Farmer’s protests and mobilisation are as active as before, it is only that the media has blacked it out.
Farmers are not exhausted, but they sure are in a quandary as to what to do next: not only to get farm laws repealed but also to put agriculture back on the economic map of the country.
They are also struggling to find the Archimedean point between short-term goals and long-term reforms, and between social change and economic interests. They also are trying to find the right means that are inclusive and non-violent but sufficient to put pressure on the current regime.
They are inching towards influencing electoral outcomes as a means of putting pressure on the current regime but also trying to assess their own limitations vis-à-vis BJP’s electoral machine. Farmers realise the mammoth task at hand and are also aware that they are pitched against the organisational abilities of the RSS, and in this, they need to make a choice between pan-Indian mobilisation and regional decentralisation.
There are many issues that we now realise need to be considered afresh to make mass mobilisations successful in the India of today. There is the question of scale and regional differences that make any pan-Indian mobilisation difficult. Land patterns and agrarian issues are very different in each region, even if there is a generic crisis of agriculture.
To expand the movement beyond farmers and bring in other sections of society and other related issues of welfare and public goods, including subsidies, public education and health, is imperative. This is to enlarge the scope and appeal of farm protests and locate them in a larger context and allow it to relate to more diverse social groups.
However, to bring such diverse groups together there needs to be a common narrative on one hand and the need to accommodate different levels of preparedness on the other. One has to devise the right means of protest. Farmers have preparedness for a long-term battle and can even weather state repression, which may not be true of many other sections, including a range of employees and social activists, among others. What then are the right means of protest that are inclusive, yet effective?
Raising against an indifferent regime
Farm protests in particular, but protests in general, are devised assuming a liberal-democratic state and a constitutional vision shared with the political regime, but today that is not the reality. They are confronting a regime that is neither liberal nor constitutional. Civil disobedience, Satyagraha and other non-violent means evoke sympathy by appealing to ‘collective conscience’, but today’s regime seems to have no conscience and sees things in a more predatory fashion. Every difference is a war-like condition.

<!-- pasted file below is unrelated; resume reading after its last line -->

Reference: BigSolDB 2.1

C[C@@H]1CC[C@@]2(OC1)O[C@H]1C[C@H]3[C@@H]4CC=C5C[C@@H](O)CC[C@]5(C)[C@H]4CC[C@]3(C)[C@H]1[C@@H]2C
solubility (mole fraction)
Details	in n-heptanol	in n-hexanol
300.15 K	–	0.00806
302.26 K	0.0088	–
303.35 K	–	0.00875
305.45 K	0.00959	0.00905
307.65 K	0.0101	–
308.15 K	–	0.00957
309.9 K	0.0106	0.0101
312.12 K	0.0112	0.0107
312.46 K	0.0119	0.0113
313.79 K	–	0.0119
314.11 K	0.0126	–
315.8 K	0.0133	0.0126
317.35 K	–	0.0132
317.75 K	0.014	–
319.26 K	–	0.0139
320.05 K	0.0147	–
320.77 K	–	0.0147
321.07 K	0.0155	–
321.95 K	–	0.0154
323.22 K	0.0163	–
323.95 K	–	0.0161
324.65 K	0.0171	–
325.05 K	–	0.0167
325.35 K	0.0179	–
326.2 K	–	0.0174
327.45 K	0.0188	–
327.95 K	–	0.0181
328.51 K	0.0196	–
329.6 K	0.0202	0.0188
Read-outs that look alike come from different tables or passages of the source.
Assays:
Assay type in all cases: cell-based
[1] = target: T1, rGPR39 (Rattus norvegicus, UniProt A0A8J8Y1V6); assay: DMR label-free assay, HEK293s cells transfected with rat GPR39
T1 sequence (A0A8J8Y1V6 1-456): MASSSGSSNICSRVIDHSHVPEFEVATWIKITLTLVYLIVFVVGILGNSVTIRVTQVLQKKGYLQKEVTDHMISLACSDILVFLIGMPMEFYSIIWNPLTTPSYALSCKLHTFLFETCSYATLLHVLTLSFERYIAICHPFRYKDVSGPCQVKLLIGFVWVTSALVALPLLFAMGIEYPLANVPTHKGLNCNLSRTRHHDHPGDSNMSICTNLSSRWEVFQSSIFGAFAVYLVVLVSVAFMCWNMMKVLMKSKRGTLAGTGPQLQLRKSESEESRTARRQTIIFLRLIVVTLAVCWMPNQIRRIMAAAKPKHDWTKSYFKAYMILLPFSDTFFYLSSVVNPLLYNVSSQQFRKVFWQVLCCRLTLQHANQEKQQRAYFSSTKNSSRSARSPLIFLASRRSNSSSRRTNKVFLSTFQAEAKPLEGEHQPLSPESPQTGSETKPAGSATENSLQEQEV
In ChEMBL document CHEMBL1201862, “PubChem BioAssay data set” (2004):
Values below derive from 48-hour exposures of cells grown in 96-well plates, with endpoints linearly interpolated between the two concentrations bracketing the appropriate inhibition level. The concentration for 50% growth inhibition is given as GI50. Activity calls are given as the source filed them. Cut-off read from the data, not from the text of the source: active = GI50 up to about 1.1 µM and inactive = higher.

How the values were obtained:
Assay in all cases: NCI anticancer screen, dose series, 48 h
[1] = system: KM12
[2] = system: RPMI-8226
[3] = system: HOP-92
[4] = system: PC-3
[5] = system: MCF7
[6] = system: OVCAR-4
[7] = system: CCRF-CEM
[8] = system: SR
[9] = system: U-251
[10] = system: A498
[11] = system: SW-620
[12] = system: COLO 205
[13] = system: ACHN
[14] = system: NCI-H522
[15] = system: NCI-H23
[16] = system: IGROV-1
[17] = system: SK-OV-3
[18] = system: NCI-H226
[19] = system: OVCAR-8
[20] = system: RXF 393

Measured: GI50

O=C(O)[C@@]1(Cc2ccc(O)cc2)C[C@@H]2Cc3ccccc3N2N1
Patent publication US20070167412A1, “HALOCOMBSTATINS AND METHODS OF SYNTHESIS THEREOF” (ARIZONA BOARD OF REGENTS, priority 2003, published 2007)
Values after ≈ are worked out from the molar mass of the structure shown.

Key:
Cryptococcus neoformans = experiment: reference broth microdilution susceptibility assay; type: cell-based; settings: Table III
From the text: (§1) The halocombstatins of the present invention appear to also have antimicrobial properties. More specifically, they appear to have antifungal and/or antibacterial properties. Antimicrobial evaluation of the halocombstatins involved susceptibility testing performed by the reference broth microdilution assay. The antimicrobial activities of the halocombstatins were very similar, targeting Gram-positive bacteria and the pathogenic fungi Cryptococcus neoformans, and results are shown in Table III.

When one is resigned to the fact that no matter what, the current leaders will not respond, what real-time options are left for protest politics? In fact, part of the challenge is to overcome the inertia that has seeped into many groups because they feel the regime is indifferent and wallows in its own self-praise. For the BJP-RSS, it is no longer only about repealing the farm laws, it is now more about dissipating dissent and testing its limits. They seem to look at it as the last frontier. If they can win this against a massive mobilisation by the farmers, then no other protest stands a chance.
They scaled up collective tolerance to sufferings as a result of the demonetisation, lockdown and migrants moving back, and mob lynchings, and now they are attempting to scale down dissent by demonstrating the limits of insensitive response. It is hoping for a collective de-mobilisation and demoralisation, which the regime can possibly pass off as in the best of ‘national interests’.
In light of these challenges, farm protests need to plan their next move. How long term are these protests going to be? Should they plan keeping the 2024 elections in mind? Is it only about electoral outcomes or about politicising the society at large about the need for social changes related to caste and gender? But how large can be this gambit of issues be, because India has all kinds of problems one can imagine.
Is it then essentially about bringing back the welfare state, as against corporate growth? Do the farmers have the resources and the narrative to expand the agenda to such levels of complexity? But if they short-circuit the process it looks unlikely they will have a wider appeal. These are formidable questions right at the heart of the future of democracy and its viability.
A democratic upsurge
This could well be the beginning of a ‘third democratic upsurge’ that can forge cross-caste, class, gender and regional solidarities. For the first time, we now have a mobilisation that is thinking of anchoring larger struggles beyond immediate sectoral interests. It also now needs to consider where the difference between civil society and representative politics may need to be rethought, where various civil society and cultural organisations may have to take up electoral campaigns against the BJP, and the RSS.
The signs of this are already visible in Bengal, where farmer groups campaigned, alongside civil rights and social activists to not vote for the BJP, and instead choose any other party. Electoral campaigns will have to be connected to different modes of protest by students, unemployed youth, disgruntled teachers, journalists, social activists, Dalit-Bahujan organisations, women’s organisations, among others.
Internal churning, social change and the fight against prejudice need to be connected to the political change of the current regime. They may have to eventually connect with various regional and national political parties, maintaining ‘principled distance’ and exclusively on issues concerning welfare and stalling neoliberal reforms.
Ajay Gudavarthy is an associate professor at the Centre for Political Studies, JNU.